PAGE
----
Head Coach Rod Carey is ready to put Temple University’s 2020 football season behind him and start off fresh.
Throughout training camp, Carey has emphasized team culture, younger players having more playing time and the athleticism of Temple’s new redshirt-freshman quarterback D’Wan Mathis.
Here are three takeaways to keep in mind before the Owls take the field against Rutgers University on Sept. 2 in Piscataway, New Jersey.
LAST SEASON STRUGGLES
The Owls finished the season with a 1-6 record, and their poor performance stemmed from both COVID-19 limitations and failing to execute on third downs.
Temple was limited to only seven games in 2020 due to COVID-19 issues.
Only five players started all seven games for the Owls, and Temple had 40 different starters during the course of the season.
The Owls lost their starting running back Re’Mahn Davis, who totaled 1,259 rushing yards during his two seasons with the Owls, to the transfer portal mid-way through the 2020 season.
Player groups lacked consistency, which was a weakness for Temple during game day, because certain positions were being overworked compared to others.
One inconsistent group was the quarterback room, where four different quarterbacks started for the Owls last season.
Two of those quarterbacks transferred this offseason, along with 11 other former Owls. Graduate student Anthony Russo took advantage of his extra year and transferred to Michigan State University and back-up quarterback Trad Beaty, now plays for the Georgia Institute of Technology.
On top of that, Temple’s offense struggled to execute in the red zone and couldn’t convert on third downs. The defense allowed more than 35 points per game.
When Carey arrived at SUNY Maritime College, he wanted the Owls to escape the distractions and comfort zone in Philadelphia and bond as a group, he said.
“The first thing is bonding,” Carey said. “Take everyone out of their element and get us together alone.”
The day after the team arrived at SUNY’s campus, he took practice to the beach, where the team army crawled and sprinted in and out of the East River.
He also brought the players to the 9/11 Memorial & Museum in New York City, where the team had the opportunity to escape the field and learn about the heroes from that day.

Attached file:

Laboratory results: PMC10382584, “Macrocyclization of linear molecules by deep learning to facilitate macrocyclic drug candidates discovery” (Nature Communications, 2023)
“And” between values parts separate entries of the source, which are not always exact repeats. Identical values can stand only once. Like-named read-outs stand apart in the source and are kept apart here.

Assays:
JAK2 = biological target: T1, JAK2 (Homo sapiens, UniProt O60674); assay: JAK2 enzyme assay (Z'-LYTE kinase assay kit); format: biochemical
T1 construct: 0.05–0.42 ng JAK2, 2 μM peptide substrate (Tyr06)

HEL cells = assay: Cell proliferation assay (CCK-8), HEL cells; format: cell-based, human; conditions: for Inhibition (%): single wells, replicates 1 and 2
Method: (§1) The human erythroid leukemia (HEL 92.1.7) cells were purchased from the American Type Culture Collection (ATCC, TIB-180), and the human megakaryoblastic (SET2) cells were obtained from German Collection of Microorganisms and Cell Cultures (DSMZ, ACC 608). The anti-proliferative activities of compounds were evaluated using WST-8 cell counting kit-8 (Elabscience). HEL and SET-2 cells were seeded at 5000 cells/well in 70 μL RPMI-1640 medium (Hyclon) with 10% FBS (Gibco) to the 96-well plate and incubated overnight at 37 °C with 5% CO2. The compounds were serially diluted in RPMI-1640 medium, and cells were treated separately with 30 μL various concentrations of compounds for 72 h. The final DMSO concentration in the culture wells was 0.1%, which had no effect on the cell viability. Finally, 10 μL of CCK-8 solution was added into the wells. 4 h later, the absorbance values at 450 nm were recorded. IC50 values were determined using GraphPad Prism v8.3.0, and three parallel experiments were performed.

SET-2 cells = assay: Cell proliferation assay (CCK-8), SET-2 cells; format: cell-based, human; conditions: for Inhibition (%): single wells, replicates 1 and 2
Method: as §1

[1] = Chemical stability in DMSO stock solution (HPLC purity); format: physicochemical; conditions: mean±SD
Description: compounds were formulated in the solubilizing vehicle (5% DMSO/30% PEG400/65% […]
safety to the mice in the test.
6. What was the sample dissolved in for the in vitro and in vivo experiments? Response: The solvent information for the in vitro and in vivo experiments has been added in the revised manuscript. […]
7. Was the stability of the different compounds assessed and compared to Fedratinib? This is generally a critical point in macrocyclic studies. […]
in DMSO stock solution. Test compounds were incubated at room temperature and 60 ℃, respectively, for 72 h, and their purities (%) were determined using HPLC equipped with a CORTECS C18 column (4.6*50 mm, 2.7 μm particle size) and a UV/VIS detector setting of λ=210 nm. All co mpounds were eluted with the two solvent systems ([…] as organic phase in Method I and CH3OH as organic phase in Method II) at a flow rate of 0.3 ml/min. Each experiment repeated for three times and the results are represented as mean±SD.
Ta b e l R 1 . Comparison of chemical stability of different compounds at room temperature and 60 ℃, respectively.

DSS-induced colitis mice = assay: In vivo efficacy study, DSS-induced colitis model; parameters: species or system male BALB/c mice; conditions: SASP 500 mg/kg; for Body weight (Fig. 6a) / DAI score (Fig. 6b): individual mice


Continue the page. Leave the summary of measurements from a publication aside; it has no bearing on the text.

“We got a chance to bond with something other than football, which was really good for this group and for us,” Carey said. “It’s a piece of our country’s history and tools we can use going forward too.”
Besides taking the team out of their usual practice atmosphere, Carey wanted the players to build personal relationships with each other that could translate onto the field, he added.
Temple’s offense has changed drastically from last season due to new transfers joining the program this offseason, but Carey is confident in starting quarterback Mathis, who has quickly adjusted to the Owls’ playbook, Carey said.
“When [Mathis] has been in there, the ball has been going to the right place and the execution is pretty high,” Carey said. “I’m pretty pleased with that right now.”
The 6-foot-6 quarterback has quite the arm. During the Owls practice on Aug. 17 Mathis completed a 60-yard pass to graduate student receiver Randle Jones for a touchdown.
Temple’s running back room could incorporate a running back committee, since multiple players are high on the depth chart, Carey said.
“It’ll be interesting to see how this thing unfolds, because we will certainly use a rotation, you just can’t get to the point where you’re using four,” Carey said. “I certainly think we could be in that situation where four are worthy. You just can’t use four in a game. No one gets into a flow and there aren’t enough reps.”
Redshirt-freshman running back Edward Saydee received praise from his coaches and will most likely start for the Owls come game day. However, graduate student running back Tayvon Ruley, who recorded one touchdown last season, could see a lot of reps in the rotation.
Temple’s defense, who Carey claimed to be ahead of the offense in the first two weeks of training camp, has a number of new faces that are taking first-string reps, Carey said.
Cornerbacks Cameron Ruiz, a redshirt-junior transfer from Northwestern University, and Keyshawn Paul, a junior transfer from the University of Connecticut, could see vital playing time on Temple’s defensive secondary, which will help Temple’s defense not be overworked like they were last season.
“When [Paul] got here, the biggest thing was understanding the defense and the terminology,” said Cornerbacks Coach Melvin Rice. “He was able to get that under his belt in the spring along with [Ruiz]. We spent a lot of time together in the summer learning the terminology.”
Rutgers is heading into their second season with Greg Schiano as head coach, and he’s elevated the program to create several NFL prospects.
The Scarlet Knights were ranked No. 12 in the nation and No. 3 in the Big Ten in recruiting, and called one of the best teams with a collection of commits in the country by the ESPN class of 2022.
Although Rutgers finished 3-6 in the conference last season, the Knights went up against highly ranked teams, like Ohio State University and Pennsylvania State University in the Big Ten conference. Rutgers totaled 3,052 in rushing and passing yards compared to the Owls, who totaled 2,468 in rushing and passing yards.
Key returning Rutgers players are junior running back Isaih Pacheco, who totaled seven touchdowns in the 2019 season, and junior defensive back Avery Young, who had 30 solo tackles last season.
Temple watched as Rutgers played nine games last season, and Carey admitted dominating the Knights’ defense will be a challenge due to their personnel but expects Temple’s offense to compete.
“The physical work is done, it’s time to play a game,” Carey said. “Now the mental work, obviously, is a huge piece. These last few days going into this will dictate a lot of how we physically play.”